XOMA 129 is a highly potent fragment of a monoclonal antibody ("Fab") with negative allosteric modulation activity against the insulin receptor that was derived from the XMetD program.
In animal model testing, XOMA 129 appears to have a fast onset of action and short half-life. This drug candidate profile enables dosing regimens more tailored for certain acute or chronic endogenous and drug-induced hypoglycemias.
Hypoglycemia is a serious medical condition in patients with Type 2 diabetes and Type 1 diabetes and can occur as a result of insulin therapy, accidental insulin overdose or treatment with sulfonylureas. Recurrent hypoglycemia leads to diminished recognition of the symptoms, which include palpitations, tremors, anxiety, sweating, and hunger. This reduced sensitivity to hypoglycemic symptoms can lead to more prolonged episodes and the advancement into acute severe hypoglycemia, which can result in confusion, loss of consciousness, and seizure.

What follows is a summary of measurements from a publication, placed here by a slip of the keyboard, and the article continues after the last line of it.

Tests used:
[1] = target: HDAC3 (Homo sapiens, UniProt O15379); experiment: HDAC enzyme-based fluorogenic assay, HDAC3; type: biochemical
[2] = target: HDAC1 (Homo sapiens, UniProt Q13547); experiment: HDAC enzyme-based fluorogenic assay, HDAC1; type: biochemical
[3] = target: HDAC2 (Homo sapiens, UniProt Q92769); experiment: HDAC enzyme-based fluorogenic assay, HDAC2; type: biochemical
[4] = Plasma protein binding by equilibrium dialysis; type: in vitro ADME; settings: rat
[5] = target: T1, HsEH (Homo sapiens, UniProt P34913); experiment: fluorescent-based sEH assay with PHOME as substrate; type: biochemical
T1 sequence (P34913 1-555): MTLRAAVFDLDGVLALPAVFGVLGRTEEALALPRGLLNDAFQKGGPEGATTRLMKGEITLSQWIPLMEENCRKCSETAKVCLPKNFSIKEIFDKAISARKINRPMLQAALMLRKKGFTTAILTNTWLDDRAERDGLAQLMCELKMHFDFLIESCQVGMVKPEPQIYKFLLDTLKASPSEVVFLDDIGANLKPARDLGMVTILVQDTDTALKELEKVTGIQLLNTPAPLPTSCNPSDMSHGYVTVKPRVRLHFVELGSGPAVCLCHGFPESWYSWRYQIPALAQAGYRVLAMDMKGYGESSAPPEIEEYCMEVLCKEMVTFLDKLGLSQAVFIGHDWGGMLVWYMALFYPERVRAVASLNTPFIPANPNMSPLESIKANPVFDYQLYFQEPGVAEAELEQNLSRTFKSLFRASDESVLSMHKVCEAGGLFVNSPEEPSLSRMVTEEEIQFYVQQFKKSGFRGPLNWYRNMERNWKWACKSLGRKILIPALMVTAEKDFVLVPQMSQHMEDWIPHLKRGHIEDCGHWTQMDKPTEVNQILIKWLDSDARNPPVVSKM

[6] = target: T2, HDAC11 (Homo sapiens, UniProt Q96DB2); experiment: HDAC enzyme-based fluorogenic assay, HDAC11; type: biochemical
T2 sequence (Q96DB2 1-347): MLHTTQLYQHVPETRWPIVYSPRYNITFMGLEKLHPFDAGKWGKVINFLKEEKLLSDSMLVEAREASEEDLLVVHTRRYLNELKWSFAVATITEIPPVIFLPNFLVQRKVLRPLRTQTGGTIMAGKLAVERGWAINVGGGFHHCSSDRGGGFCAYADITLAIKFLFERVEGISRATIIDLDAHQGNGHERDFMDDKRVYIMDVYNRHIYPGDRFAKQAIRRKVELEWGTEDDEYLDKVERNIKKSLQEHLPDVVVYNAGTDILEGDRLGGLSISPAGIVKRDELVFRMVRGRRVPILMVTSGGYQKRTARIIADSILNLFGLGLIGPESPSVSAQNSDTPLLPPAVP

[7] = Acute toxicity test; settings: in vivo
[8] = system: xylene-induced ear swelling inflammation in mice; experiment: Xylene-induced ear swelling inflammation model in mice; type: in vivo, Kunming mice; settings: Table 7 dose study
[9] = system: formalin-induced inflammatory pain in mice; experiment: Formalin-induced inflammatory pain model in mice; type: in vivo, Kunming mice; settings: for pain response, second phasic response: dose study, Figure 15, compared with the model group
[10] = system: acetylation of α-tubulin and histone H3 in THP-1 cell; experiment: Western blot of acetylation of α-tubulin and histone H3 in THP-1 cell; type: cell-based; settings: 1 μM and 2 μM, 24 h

Acute severe hypoglycemia often presents in patients who are treated aggressively for their Type 1 diabetes during the nocturnal hours, which puts them at elevated risk for loss of consciousness and seizure. The medical community has long been challenged with how to prevent patients from experiencing nocturnal severe hypoglycemia, yet there have not been any significant breakthroughs in pharmaceutical development efforts or experiments in dietary practices.